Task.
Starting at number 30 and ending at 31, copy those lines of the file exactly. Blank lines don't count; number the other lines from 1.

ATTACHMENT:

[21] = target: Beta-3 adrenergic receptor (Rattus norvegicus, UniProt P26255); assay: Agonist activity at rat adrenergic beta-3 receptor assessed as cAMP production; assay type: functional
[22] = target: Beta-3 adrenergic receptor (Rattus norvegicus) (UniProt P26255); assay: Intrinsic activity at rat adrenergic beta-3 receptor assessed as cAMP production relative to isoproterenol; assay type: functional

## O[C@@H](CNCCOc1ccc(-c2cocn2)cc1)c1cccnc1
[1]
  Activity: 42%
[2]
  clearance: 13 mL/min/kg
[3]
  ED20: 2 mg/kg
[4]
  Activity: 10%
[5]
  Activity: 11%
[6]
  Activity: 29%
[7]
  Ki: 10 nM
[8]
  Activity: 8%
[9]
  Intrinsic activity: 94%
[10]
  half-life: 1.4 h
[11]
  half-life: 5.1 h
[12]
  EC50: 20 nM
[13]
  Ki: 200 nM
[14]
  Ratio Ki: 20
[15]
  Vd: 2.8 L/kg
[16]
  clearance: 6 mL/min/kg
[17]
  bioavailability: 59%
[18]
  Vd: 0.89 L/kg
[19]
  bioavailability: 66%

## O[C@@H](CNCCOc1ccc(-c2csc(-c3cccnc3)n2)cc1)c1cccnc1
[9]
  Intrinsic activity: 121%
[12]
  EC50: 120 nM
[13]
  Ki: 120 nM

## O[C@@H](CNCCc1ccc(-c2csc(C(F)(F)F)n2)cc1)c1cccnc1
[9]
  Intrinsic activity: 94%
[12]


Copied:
[14]
  Ratio Ki: 20